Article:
Five Types of Blog Posts You Should Be Writing

“Useful & Enjoyable & Inspired = Innovative Content.”

@MarketingProfs
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By Jess Dixon

Last week, I told you why you need a blog and all the benefits that blogging can bring to your business.

“That’s all well and good,” you might be saying, “but just what the heck do I write on it now I’ve set it up!?” The key to leveraging blogging for business growth is to provide consistently, regular, and high-quality content that keeps readers coming back to your site again and again.

Never fear! Read on to learn about five essential types of content you should absolutely be sharing on your blog.

Practical advice and how-to

Advice and how-to posts form the bread and butter of many blogs, and for good reason. Readers love them. One of the best ways to offer value to your readers is to help them solve a problem or answer a burning question.

How-to articles can take the form of listicles (like this one) where you include a number of tips and tricks in a list format. They can also be presented as step-by-step guides, walking them through exactly how to implement a particular solution or new process.

Not sure what kind of advice your readers might want? Luckily, data is your friend! Use your Google Search Console to see the search terms that people are using to find your site. Those are a good place to start. You should also think about the kind of questions you get asked most often. Chances are, if two or more people have asked you for advice on the same thing, there are a lot of others out there wondering about it, too!

Case studies

Case-studies are real life examples which illustrate a wider point or demonstrate the value of a product or service. But case studies must not be purely promotional – if they read like sales pitches in disguise, your readers will soon get turned off.

Charities and non-profit organisations use case studies to great effect. Think about the last request for a donation you received from a charity (whether by letter, email, or a social media post.) Chances are, it includes at least one case-study that brings to life the problem the charity is trying to solve, and the ways that your contribution can help them do so.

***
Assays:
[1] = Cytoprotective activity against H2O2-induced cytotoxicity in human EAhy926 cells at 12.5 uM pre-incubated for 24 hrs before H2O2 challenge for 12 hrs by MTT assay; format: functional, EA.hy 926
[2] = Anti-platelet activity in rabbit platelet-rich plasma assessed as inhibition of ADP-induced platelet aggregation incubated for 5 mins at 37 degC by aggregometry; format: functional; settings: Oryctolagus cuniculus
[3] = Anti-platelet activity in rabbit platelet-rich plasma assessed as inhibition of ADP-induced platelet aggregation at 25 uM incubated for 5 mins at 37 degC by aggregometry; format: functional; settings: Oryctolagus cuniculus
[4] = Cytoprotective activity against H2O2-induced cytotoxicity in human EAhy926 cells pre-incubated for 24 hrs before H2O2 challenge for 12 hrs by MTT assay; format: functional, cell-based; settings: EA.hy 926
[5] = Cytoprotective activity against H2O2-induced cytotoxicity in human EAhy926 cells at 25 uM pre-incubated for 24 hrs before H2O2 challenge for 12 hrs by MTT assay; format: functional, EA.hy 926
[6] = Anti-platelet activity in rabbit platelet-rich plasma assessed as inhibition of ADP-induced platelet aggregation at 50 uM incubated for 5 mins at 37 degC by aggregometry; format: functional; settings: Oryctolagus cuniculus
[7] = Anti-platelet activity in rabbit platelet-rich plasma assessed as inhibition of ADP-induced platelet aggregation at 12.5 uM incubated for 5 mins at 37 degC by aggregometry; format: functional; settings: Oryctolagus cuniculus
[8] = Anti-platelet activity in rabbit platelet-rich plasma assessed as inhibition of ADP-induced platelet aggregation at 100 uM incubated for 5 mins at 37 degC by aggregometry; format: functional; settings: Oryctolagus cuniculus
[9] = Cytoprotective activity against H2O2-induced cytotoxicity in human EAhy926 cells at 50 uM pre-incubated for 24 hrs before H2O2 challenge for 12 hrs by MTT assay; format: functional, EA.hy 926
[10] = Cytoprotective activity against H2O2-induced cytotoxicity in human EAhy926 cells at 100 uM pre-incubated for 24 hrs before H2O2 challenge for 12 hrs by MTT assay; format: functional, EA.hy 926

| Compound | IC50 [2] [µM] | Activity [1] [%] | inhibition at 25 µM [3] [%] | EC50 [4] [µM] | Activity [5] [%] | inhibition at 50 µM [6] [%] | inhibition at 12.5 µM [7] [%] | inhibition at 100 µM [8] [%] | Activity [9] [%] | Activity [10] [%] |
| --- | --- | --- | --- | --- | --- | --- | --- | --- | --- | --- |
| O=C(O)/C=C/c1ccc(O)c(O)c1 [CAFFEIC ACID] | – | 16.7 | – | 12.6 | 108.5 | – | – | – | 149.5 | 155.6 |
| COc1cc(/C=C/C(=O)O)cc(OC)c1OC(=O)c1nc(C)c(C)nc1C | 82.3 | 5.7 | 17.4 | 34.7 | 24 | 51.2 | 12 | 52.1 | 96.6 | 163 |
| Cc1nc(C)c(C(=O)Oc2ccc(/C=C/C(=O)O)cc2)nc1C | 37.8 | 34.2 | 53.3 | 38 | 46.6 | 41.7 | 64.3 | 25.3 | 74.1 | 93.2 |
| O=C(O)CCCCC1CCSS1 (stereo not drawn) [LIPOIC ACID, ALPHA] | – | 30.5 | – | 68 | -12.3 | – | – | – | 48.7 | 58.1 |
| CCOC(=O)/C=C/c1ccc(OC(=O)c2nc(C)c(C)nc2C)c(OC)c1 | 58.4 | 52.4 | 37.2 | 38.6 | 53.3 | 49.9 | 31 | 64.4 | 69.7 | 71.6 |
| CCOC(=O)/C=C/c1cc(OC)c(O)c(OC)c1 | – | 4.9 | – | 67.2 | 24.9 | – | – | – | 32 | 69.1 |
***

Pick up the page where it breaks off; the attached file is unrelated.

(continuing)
Humans are driven in large part by emotion, and telling a great story is the best way to invoke a particular emotional response.

Businesses can use case-study based storytelling, too. Do you know a business who came up with an innovative solution to survive the COVID-19 crisis? An entrepreneur who revolutionised their sales process with a new piece of software? Someone who is using social media in an unusual but effective way?

Chances are, you do. As long as the case study relates to your industry and area of expertise in some way, it’s valuable content. If the solution to the problem involved your product or service somehow, then so much the better.

Industry news and views

It’s vital to keep your finger on the pulse of what’s happening within your industry, both locally and further afield. It’s a good idea to subscribe to relevant Google alerts and follow industry hashtags on social media.

Has a company in your industry come out with a new game-changing product or solution? Write about it and what it means for you or your customers. Does a new law impact the way you, or the people you work with, do business? How do current events change the landscape in your sector?

Remember to explain things in the simplest and most jargon-free language you can, as not everyone in your audience will be experts in your field. And don’t forget to inject your own opinion into the mix!

Behind-the-scenes

Behind-the-scenes content is what humanises your business. It allows people a glimpse behind the curtain to see how things work on a day to day basis.

For a freelancer or solopreneur, you might do “day in the life of me” posts, or round-ups of things you’ve been watching, reading, or listening to recently. If you go to any interesting events or conferences, you can write about those. If you make big changes, such as renovating your offices or moving to new premises, documenting those can be a fun way to share the journey with your audience. And if you have a larger team, consider allowing each member to do a “takeover” post where they share insight into who they are, what they do, and what their daily work life looks like.

Promotional

I’ve left this one until last deliberately. Yes, your blog should contain promotional content, but it should be woven organically in with everything else. If your posts are aggressively “salesy,” people just won’t read them. Do too many of these, and they’ll unsubscribe from your newsletter or stop coming to your site.

Promotional blog posts should be used strategically. Each one should have a specific purpose, and ideally be tied to a specific time-frame (e.g., a limited-time sale linked to a specific holiday, or the release of tickets for an event you’re organising.) You can also do new product announcements, and occasional “spotlights” on particular products. Remember to focus on benefit and value. No-one cares that you think your product is the best thing since sliced bread. They care that it will help them solve a problem or fulfil a need.

I advise using the 10% rule: no more than 1 in 10 of your blog posts should be explicitly promotional in nature.

Your blog can be a great asset to your business if you use it strategically and creatively. Hopefully these suggestions have given you some ideas to get you started!

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